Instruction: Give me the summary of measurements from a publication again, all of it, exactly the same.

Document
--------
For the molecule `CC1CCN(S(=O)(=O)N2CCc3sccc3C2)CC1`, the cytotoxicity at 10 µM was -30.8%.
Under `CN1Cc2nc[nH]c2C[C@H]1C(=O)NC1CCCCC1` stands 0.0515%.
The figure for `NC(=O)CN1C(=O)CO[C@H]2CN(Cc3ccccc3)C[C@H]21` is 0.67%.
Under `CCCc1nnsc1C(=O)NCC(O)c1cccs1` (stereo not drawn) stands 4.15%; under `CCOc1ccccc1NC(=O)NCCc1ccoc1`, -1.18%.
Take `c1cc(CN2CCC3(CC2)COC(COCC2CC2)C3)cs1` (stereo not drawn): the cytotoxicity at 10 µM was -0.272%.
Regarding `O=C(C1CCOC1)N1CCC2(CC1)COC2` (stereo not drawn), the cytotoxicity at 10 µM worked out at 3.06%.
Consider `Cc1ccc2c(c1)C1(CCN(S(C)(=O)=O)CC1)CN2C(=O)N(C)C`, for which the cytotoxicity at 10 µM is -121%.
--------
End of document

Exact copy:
For the molecule `CC1CCN(S(=O)(=O)N2CCc3sccc3C2)CC1`, the cytotoxicity at 10 µM was -30.8%.
Under `CN1Cc2nc[nH]c2C[C@H]1C(=O)NC1CCCCC1` stands 0.0515%.
The figure for `NC(=O)CN1C(=O)CO[C@H]2CN(Cc3ccccc3)C[C@H]21` is 0.67%.
Under `CCCc1nnsc1C(=O)NCC(O)c1cccs1` (stereo not drawn) stands 4.15%; under `CCOc1ccccc1NC(=O)NCCc1ccoc1`, -1.18%.
Take `c1cc(CN2CCC3(CC2)COC(COCC2CC2)C3)cs1` (stereo not drawn): the cytotoxicity at 10 µM was -0.272%.
Regarding `O=C(C1CCOC1)N1CCC2(CC1)COC2` (stereo not drawn), the cytotoxicity at 10 µM worked out at 3.06%.
Consider `Cc1ccc2c(c1)C1(CCN(S(C)(=O)=O)CC1)CN2C(=O)N(C)C`, for which the cytotoxicity at 10 µM is -121%.